The danger of Susan Greenfield

Once again Baroness Greenfield has been giving evidence to the House of Lords about the dangers of computers and social networking. I would like to know who else is giving evidence to them? Is hers the only voice? If so, I fear for their ability to make reasoned decisions about this field. This time she claims that "Social network sites risk infantilising the mid-21st century mind, leaving it characterised by short attention spans, sensationalism, inability to empathise and a shaky sense of identity", warning "It is hard to see how living this way on a daily basis will not result in brains, or rather minds, different from those of previous generations. We know that the human brain is exquisitely sensitive to the outside world."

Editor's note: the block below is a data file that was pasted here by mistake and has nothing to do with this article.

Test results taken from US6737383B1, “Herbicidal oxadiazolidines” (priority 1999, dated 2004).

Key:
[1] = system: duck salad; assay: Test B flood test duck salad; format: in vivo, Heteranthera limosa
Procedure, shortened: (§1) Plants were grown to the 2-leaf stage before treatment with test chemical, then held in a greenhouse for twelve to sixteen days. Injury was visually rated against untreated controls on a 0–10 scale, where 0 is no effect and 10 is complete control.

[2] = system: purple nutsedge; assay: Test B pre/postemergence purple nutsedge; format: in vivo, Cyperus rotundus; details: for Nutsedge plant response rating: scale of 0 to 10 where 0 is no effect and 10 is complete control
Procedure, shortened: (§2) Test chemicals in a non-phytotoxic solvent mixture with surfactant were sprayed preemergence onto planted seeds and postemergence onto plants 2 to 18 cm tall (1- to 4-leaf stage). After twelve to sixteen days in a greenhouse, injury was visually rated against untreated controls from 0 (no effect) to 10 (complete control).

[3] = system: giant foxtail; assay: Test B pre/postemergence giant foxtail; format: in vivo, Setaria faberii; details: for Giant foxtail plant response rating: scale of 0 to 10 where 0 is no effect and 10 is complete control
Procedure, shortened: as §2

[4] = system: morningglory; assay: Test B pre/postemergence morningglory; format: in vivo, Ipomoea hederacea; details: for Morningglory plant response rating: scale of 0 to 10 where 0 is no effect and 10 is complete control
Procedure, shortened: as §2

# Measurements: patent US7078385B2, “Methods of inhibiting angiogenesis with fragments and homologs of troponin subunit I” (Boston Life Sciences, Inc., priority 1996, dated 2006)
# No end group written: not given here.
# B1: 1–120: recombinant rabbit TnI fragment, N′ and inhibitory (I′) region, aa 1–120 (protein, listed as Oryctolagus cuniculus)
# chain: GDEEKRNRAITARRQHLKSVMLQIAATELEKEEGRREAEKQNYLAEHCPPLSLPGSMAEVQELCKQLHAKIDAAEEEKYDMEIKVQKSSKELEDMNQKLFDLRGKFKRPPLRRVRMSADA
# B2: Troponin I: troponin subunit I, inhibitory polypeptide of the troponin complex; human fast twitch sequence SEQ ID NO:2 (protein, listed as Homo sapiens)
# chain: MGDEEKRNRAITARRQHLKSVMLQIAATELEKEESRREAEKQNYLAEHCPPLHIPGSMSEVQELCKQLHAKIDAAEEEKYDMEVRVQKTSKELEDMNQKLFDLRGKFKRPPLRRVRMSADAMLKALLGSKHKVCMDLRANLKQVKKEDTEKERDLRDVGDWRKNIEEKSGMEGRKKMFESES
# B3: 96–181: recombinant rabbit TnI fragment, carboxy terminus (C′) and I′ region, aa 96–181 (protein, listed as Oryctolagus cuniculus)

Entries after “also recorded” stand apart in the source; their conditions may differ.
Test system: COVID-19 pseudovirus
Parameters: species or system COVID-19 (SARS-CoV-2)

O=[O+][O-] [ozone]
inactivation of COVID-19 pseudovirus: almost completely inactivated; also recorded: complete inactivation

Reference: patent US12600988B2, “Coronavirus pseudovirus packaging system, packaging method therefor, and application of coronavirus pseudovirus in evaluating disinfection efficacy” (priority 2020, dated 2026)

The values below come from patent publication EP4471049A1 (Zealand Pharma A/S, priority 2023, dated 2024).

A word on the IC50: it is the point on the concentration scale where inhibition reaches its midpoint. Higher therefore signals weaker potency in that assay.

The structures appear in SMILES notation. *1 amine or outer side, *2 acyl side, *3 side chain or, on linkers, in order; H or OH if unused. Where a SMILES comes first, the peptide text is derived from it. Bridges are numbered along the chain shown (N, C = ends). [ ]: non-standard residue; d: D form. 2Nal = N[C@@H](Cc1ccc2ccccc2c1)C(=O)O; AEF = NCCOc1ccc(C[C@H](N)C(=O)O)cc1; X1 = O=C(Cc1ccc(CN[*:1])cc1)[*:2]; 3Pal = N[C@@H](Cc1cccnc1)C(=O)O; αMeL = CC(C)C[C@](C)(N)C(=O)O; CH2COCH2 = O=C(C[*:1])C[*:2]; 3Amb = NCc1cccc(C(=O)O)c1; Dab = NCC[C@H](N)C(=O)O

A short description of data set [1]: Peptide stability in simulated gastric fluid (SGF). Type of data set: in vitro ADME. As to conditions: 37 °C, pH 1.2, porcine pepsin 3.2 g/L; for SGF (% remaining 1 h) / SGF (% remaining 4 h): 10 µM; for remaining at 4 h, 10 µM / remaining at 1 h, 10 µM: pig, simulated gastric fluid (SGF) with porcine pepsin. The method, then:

Well, it may be hard to see, Baroness, but why don't you give it a try? Yes, the human brain is sensitive and yes, it may be changing. But in the year of Darwin's anniversary, why should we assume this is a Bad Thing? Couldn't humans do with a bit of tuning up?
Her remedies are, forgive me, intensely naive if not insulting to earlier generations and present non-literate cultures. She claims that there is "a risk of loss of empathy as children read novels less.". I wonder what kind of era she comes from? Novels have been around for 400 years maximum – what did children do before then? Were they not intelligent? Did they not develop talents in rapid response / high concentration activities such as hunting and fishing? I could go on spelling this out, but I don't think I should have to.
The danger of scientists untempered by Humanities knowledge of history, anthropology, sociology and culture is once again rearing its head. Baroness, it's not enough to measure brain activity, we must understand it in the wider context of human culture. Please, get some experts with a wider range of viewpoints on your team, including some who really know about education and social networking. You are in urgent need of a transliterate perspective. Without it you are a danger to society.